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Today's Stichomancy for Alyssa Milano

The first excerpt represents the element of Air. It speaks of mental influences and the process of thought, and is drawn from The Monster Men by Edgar Rice Burroughs:

he had returned to view his grim operations, and the hideousness of them had closed his ears to the sweet tones of the girl's voice.

As she turned to retrace her steps to the floor below Miss Maxon still shook her head.

"Poor old Daddy," she mused, "were I a thousand years old, wrinkled and toothless, he would still look upon me as his baby girl."

If you chance to be an alumnus of Cornell you may recall Professor Arthur Maxon, a quiet, slender, white-haired gentleman, who for several years was an


The Monster Men
The second excerpt represents the element of Fire. It speaks of emotional influences and base passions, and is drawn from The Dream-Quest of Unknown Kadath by H. P. Lovecraft:

in noxious and incalculable tiers and clusters beyond any dreamable workmanship of man; battlements and terraces of wonder and menace, all limned tiny and black and distant against the starry pshent that glowed malevolently at the uppermost rim of sight. Capping that most measureless of mountains was a castle beyond all mortal thought, and in it glowed the daemon-light. Then Randolph Carter knew that his quest was done, and that he saw above him the goal of all forbidden steps and audacious visions; the fabulous, the incredible home of the Great Ones atop unknown Kadath. Even as he realised this thing, Carter noticed a change in the course


The Dream-Quest of Unknown Kadath
The third excerpt represents the element of Water. It speaks of pure spiritual influences and feelings of love, and is drawn from Sesame and Lilies by John Ruskin:

without having, at some moment of change or disappointment, felt the truth of those bitter words; and been startled by the fading of the sunshine from the cloud of their life into the sudden agony of the knowledge that the fabric of it was as fragile as a dream, and the endurance of it as transient as the dew. But it is not always that, even at such times of melancholy surprise, we can enter into any true perception that this human life shares in the nature of it, not only the evanescence, but the mystery of the cloud; that its avenues are wreathed in darkness, and its forms and courses no less fantastic, than spectral and obscure; so that not only in the vanity which we cannot grasp, but in the shadow which we cannot pierce, it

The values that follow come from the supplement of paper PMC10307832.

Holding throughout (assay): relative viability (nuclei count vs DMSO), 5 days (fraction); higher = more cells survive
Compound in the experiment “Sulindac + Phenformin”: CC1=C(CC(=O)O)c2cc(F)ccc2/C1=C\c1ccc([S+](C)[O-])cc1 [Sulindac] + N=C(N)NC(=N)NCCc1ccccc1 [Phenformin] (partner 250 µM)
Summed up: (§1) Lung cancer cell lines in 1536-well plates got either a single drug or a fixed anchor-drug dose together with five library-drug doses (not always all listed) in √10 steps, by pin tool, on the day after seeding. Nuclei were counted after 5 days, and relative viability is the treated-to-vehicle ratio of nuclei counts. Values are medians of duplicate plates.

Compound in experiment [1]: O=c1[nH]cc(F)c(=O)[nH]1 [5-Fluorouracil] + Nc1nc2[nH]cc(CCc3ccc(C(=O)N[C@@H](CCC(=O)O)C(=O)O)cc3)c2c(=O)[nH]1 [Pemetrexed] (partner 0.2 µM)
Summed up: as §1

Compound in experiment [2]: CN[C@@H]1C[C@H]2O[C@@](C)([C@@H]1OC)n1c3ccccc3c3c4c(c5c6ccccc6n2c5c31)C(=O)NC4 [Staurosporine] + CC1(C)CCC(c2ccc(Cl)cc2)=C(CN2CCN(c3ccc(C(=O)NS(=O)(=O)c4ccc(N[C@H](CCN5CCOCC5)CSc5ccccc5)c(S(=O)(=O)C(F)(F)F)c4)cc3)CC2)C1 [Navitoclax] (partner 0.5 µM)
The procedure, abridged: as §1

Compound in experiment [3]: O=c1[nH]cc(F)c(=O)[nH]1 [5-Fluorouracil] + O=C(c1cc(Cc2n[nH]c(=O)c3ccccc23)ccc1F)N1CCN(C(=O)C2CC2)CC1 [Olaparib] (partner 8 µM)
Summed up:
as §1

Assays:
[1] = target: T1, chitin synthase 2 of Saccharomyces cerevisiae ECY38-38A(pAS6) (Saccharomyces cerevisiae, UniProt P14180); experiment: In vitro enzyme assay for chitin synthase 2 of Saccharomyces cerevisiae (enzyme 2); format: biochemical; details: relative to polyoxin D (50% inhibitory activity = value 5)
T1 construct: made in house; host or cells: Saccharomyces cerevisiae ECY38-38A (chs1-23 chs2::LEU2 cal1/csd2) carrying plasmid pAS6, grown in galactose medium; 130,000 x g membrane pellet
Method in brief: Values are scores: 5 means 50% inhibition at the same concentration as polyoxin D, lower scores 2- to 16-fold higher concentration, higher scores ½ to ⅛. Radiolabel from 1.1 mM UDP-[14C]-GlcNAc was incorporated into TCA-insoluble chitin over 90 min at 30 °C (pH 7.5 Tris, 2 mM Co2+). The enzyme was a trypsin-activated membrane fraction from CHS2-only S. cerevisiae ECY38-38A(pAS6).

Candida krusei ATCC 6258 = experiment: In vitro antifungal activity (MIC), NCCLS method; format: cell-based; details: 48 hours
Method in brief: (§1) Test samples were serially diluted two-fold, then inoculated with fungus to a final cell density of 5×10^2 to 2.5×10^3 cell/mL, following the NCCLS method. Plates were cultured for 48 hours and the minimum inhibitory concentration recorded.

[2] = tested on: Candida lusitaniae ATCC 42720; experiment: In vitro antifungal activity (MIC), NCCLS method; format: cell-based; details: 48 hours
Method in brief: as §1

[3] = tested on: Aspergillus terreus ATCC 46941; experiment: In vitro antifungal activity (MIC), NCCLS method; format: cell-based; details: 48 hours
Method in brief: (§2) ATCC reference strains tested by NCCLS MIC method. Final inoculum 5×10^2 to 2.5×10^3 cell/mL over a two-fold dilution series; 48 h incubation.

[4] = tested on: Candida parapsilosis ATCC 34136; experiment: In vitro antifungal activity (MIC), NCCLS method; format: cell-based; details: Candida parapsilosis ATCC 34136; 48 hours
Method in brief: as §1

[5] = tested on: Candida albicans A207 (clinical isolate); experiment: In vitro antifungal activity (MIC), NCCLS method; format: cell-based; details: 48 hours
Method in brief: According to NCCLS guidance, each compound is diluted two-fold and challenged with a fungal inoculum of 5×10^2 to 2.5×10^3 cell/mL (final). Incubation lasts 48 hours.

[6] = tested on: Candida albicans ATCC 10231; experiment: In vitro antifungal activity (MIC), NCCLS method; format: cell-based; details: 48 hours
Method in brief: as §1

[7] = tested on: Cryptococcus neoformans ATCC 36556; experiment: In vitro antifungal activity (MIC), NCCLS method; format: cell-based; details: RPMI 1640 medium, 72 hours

The fourth excerpt represents the element of Earth. It speaks of physical influences and the impact of the unseen on the visible world, and is drawn from Dead Souls by Nikolai Vasilievich Gogol:

"Then," he went on, "I may say that I am aware also of a matter which those who have carried it through believe to lie only within the cognisance of themselves. The particulars of that matter will not be set forth in documentary form, but only through process of myself acting as plaintiff and petitioner, and producing none but ocular evidence."

Among the throng of tchinovniks some one gave a start, and thereby caused others of the more apprehensive sort to fall to trembling in their shoes.

"Without saying does it go that the prime conspirators ought to undergo deprivation of rank and property, and that the remainder ought


Dead Souls